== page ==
Confucian Analects: the Burgess translation

Screen Shot 2016-05-21 at 12.08.31Consider these translations, by James Legge (1861) and Anthony Burgess (1958), of parts of the Confucian Analects.

Book IV, Ch. 4




If the will be set on virtue, there will be no practice of wickedness.


If a man be really bent on human-heartedness then he cannot be wicked.

Book IX, Ch. 28




The wise are free from perplexities; the virtuous from anxiety; and the bold from fear.


A wise man is not perplexed, nor is a human-hearted man unhappy, and a courageous man is never frightened.

Burgess’s rendition of these chapters is to be found in his novel The Enemy in the Blanket. The character Father Laforgue, a missionary

who had been ten years in China, four of them in prison,

is an admirer of the Analects. The character Hardman, who is preparing to convert to Islam, enters the priest’s house.

Hardman sat on one of the two hard chairs and saw on the table an open book which he knew to be the Analects of Confucius, row after falling row of ideograms preserving — outside phonetic change and above dialectal differences — that eminently seductive and dangerous common sense of old China.

Burgess never visited mainland China but gained a wide and deep understanding of Chinese civilization during his time in Malaya, now Malaysia, which hosts one of the largest overseas Chinese communities — about a quarter of the population.

Extracts from Burgess’s foreword to China in the Monuments of Civilisation series:

The gateway to China, ancient or modern, is the Chinese language. My own contacts with the country have been more linguistic than geographic. When I lived in Malaysia…I regarded it as my secondary duty to try to learn Chinese….I could not fail to become acquainted with China’s exported culture — its religions, philosophies, cuisines, folklore…architecture….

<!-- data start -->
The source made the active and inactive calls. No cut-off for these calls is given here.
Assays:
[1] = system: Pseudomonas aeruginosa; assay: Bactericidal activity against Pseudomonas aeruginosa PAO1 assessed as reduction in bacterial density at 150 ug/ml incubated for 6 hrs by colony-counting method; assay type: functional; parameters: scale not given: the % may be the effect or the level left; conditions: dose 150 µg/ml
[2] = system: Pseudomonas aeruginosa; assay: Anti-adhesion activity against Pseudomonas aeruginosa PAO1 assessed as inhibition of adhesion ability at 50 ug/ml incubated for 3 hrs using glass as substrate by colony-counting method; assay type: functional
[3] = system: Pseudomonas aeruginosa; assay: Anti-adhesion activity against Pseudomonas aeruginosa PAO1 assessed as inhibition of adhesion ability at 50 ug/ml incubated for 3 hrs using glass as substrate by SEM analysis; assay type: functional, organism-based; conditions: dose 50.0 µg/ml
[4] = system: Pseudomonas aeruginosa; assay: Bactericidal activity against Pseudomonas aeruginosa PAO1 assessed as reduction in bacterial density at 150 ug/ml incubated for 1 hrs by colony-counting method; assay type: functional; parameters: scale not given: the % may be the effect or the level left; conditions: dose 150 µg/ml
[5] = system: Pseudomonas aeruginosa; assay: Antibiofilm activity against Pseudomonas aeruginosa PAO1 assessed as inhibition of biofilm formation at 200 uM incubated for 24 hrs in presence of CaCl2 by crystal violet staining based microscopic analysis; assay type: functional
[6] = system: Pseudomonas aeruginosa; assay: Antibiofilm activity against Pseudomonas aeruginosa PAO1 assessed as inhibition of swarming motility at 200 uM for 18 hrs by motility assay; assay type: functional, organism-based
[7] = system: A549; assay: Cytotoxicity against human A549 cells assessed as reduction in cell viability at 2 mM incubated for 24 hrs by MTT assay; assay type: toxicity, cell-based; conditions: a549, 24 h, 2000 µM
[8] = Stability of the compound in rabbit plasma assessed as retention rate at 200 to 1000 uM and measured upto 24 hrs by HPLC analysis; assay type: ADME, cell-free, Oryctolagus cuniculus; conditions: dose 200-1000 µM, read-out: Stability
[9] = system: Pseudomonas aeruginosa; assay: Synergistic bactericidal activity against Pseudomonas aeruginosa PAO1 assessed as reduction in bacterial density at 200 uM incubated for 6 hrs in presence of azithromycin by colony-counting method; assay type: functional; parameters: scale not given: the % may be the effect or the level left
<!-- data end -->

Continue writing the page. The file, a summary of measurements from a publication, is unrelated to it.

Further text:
Chinese…is a highly logical language and it despises grammar — which, we must admit, is more decorative than useful….Chinese…reserves etiquette to verbal formulae which bespeak the graciousness of an ancient civilisation….This excessive politeness is the sign of a nation that has learned, over thousands of years, that civilisation is built on formal self-effacement….does the ‘nose’ ideogram [鼻] represent complicated layers of olfactory sensation?….even with the most abstract words you can see the ghost of [a]…pictorial image….But this is…palaeography: no living Chinese sees the original images any more than Europeans see the hieroglyph of an ox in the capital A of the Roman alphabet….such a complex system of writing could only be developed by a leisured class of priests and scholars. The ideogram stands for an ancient inequality and perhaps…a desire to mystify the common people….

There is…a higher common sense…which has been bred out of centuries of not asking too much from the world….Their cuisine can be exquisite, but it is made out of the immediately feasible, not the grandiose dreams of French chefs. The Chinese elegance…is an elegance of extreme economy….

The incrustations of a past which stretches…to remote beginnings hardly conceivable in the West, are embodied in the system of writing.

But the spoken language seems based on the principle of making much out of very little. There is an immense elegance in the manner with which a structure of monosyllables and tones can be made to serve the subtlest discourse, without the elaborate luggage of grammatical terminations and agglutinative sesquipedalia. Such a language does not take kindly to evasive political pronouncements or orotund slogans. If we are told that the Peking street in which the Russian embassy is located is called The Street of Struggle Against Revisionism, we smile at the pomposity. Call the street Fan xiu lù and the pomposity is at once deflated. For means a road…fan means to turn over…and xiu is to build….So you turn over or change a building process and you leave to the languages of the West the bloating of the image into the humourless terminology of the apparatchik.

To gain our picture of modern China out of inept translation is a sure way to falsification, and the same is true of the ancient country whose character and achievements, as well as struggles and sufferings, this volume memorialises.

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